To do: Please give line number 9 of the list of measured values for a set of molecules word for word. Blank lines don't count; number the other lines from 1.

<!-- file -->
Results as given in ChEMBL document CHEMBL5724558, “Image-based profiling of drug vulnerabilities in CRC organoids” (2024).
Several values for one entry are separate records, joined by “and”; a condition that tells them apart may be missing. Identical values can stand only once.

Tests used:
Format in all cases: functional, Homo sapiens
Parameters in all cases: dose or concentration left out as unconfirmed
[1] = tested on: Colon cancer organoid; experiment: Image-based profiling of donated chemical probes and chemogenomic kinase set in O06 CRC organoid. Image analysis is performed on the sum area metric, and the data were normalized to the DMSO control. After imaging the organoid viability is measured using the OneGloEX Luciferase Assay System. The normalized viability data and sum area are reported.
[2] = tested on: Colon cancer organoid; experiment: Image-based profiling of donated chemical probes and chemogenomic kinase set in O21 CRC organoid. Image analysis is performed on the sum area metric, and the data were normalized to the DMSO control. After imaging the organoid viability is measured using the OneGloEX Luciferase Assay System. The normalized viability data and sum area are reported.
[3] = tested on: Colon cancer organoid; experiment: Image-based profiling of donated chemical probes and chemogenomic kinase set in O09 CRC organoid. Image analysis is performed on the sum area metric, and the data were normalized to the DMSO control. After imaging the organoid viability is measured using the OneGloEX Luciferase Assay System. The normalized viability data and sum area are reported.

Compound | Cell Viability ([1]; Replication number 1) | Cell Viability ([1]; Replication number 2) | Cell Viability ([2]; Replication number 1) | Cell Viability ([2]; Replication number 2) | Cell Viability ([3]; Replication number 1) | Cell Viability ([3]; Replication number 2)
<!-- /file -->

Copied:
Compound | Cell Viability ([1]; Replication number 1) | Cell Viability ([1]; Replication number 2) | Cell Viability ([2]; Replication number 1) | Cell Viability ([2]; Replication number 2) | Cell Viability ([3]; Replication number 1) | Cell Viability ([3]; Replication number 2)